Album Review – Pete Berwick

Pete Berwick
I hate to admit it, but before Pete Berwick contacted me and asked me if I could review his latest album, Just Another Day In Hell, I had never heard the name. But luckily my embarrassment can be drowned out by that somewhat ecstatic feeling you get when you discover a new artist whose music really gets your heart pumping, and you realize that they’ve been around long enough to have a whole music career to go back and discover.

In one word, Just Another Day in Hell is great. You might take by the title and the tracks (such as “While I Die” and “I Fought with Angles”) that this might be yet another album full of cliches about “Fighting with the Devil” and such, and yes, that element is there, but this album is so much more. Pete Berwick cannot be pigeon holed, not in musical style, or in his songwriting.

Pete Berwick Just Another Day in HellThis album takes you on a range of emotions and settings as diverse as the seasons. It starts off by kicking your teeth in with the screaming slide blues and growling lyrics of the country rocker “Vacancy in my Heart.” But Pete isn’t afraid to cry and croon as well. Like he says in “Too Soon to Quit,” “I’m gonna wear my heart right on my sleeve. I’m gonna kick down every door that’s in front of me.”

What Pete Berwick does in this album is expose himself completely and truthfully through his songs. He cries his heart out, he openly admits his faults and frailties. His machismo rants are chased with battered reflections and broken dreams. He sings what he lives, and lives what he sings. He lays it all out there, be damned what anybody thinks. This isn’t vicarious grandstanding badassedry done to formulaic country themes, this is real life, and by unabashedly spilling his guts out, Pete Berwick makes one of the most true and soulful collections of songs you will find out there.

At times Berwick crosses that line from songwriting to sheer poetry. In one of my favorite songs “While I Die,” he does an amazing job tying together a child afraid of the dark and wanting to leave a light on, with the darkness inside a full grown man riddled with indecision, demons, and the burden of a broken heart. The songwriting is pure genius, and an excellent example of Berwick’s songwriting prowess:

Pete can use his way with words to make you laugh as well, like in “Hello Hand,” which is about, well, a hand, and um, something one might do with a hand during lady troubles. But again, this song like most of them is based in biting truth, and with the soul and grit of Berwick’s voice you take this song as much more than just mirth making, but a harsh reality of a man’s life that shoots empathy into the listener’s heart, and memories into their head.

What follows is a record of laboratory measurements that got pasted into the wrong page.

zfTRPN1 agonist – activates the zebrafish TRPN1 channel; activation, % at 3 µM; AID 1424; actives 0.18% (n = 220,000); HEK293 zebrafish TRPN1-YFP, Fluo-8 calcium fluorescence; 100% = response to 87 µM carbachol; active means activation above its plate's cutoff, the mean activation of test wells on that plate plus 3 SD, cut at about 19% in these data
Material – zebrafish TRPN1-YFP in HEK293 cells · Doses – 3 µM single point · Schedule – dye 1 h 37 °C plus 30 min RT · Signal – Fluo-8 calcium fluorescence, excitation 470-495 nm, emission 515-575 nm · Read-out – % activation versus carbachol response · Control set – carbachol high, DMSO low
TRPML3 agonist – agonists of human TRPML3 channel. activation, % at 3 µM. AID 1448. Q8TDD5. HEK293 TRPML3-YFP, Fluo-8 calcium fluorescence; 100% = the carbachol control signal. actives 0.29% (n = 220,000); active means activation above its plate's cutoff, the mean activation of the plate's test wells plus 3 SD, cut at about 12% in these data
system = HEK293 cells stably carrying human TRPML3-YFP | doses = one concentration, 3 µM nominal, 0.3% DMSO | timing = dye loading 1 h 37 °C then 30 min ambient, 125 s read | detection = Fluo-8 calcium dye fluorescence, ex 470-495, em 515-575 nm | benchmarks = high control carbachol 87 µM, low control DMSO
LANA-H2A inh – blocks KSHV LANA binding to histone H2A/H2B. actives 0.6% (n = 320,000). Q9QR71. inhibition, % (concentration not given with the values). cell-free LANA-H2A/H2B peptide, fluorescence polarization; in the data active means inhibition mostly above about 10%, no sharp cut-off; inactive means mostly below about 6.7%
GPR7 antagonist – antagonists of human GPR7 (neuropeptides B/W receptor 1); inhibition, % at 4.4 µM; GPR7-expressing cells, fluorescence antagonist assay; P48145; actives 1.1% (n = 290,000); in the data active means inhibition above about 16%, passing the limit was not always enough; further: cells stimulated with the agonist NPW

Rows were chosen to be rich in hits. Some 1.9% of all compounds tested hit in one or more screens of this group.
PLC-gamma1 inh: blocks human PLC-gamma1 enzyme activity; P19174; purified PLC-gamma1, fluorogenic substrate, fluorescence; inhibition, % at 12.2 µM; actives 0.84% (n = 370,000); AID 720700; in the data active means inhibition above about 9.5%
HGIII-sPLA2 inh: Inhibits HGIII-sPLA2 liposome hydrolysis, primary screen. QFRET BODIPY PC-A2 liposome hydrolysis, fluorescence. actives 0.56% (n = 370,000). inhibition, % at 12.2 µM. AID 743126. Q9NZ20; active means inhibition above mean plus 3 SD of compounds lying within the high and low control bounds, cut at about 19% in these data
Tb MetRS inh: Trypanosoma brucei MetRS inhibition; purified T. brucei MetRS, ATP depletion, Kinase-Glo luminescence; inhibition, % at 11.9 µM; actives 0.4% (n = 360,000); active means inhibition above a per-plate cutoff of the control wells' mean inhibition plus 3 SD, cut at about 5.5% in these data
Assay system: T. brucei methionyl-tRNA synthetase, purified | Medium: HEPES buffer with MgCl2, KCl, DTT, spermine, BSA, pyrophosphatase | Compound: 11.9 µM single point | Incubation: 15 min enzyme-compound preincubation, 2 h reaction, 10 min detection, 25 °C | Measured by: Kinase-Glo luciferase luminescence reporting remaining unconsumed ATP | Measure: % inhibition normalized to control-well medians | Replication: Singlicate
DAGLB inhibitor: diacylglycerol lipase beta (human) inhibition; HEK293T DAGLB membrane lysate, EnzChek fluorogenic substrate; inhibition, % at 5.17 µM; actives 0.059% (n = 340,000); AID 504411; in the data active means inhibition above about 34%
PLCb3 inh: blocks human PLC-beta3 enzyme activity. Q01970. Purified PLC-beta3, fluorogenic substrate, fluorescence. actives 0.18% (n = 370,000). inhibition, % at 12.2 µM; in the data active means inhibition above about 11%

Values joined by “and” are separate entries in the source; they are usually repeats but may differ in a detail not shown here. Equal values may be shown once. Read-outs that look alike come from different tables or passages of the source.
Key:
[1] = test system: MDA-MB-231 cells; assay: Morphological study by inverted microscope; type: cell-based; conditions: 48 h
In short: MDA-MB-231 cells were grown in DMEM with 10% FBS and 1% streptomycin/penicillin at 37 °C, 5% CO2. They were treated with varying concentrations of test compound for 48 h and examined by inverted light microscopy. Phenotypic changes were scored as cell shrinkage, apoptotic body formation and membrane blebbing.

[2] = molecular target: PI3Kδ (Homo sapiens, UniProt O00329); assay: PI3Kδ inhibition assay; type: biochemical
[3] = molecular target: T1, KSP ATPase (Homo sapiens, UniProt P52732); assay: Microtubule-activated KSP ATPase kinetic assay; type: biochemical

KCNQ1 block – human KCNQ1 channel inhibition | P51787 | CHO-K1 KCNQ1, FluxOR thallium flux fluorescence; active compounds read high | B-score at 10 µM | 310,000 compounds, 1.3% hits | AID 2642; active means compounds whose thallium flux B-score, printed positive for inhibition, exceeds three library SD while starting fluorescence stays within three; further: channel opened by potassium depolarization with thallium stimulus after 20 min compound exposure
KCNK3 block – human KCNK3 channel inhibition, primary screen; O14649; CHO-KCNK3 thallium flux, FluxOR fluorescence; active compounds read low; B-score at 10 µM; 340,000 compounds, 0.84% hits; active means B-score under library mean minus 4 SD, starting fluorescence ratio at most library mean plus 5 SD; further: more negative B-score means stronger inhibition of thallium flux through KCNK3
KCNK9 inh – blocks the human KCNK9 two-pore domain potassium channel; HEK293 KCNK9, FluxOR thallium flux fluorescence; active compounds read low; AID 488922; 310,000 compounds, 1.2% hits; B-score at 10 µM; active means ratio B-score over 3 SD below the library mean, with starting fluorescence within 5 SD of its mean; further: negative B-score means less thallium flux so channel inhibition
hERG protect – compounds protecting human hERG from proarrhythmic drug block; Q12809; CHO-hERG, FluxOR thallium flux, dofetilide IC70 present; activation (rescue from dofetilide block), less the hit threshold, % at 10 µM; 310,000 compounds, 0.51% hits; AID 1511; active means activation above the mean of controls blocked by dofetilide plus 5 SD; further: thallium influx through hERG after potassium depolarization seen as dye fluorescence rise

Musically Pete Berwick and his band also deserve praise. They may not start a music revolution, but the guitar work is superb, the arrangements are tight and smart, and the music shows surprising range that for the most part fits the mood that the lyrics create. It’s high energy, with a country heart. There’s a lot of punk attitude in there too, in style and approach. I was really glad that Berwick was not afraid to slow it down and make it sweet as well, and that he was not afraid to do this multiple times. Sometimes the arrangements were maybe even a little too sweet, but they never felt out of place for what direction the song was going.

One criticism I could give is that at 18 songs Just Another Day in Hell could be a little shorter. Some of the songs just didn’t work for me like “Roadkill Blues,” and by trimming a little of the fat, Pete could have had top-notch songs from cover to cover. Having said that, you can tell that Pete and his band pulled out all of the stops for this album and got it right and spared no expense. If the song called for tightly arranged background harmonies and keyboards, it got it.

This might be the first time I’ve written about Pete Berwick, but it won’t be the last. He has more music for me to explore, and possibly more importantly, a story to tell. Berwick is not a newcomer. Here he is on Sound Stage 18 years ago, giving you a good live example of his style:

If you consider yourself a fan of hard edged country with a punk rock twist that isn’t afraid to weep, then you need Pete Berwick in your rotation.

Pete Berwick: Just Another Day In Hell

Other Pete Berwick Albums:

Ain’t No Train Outta Nashville

Only Bleeding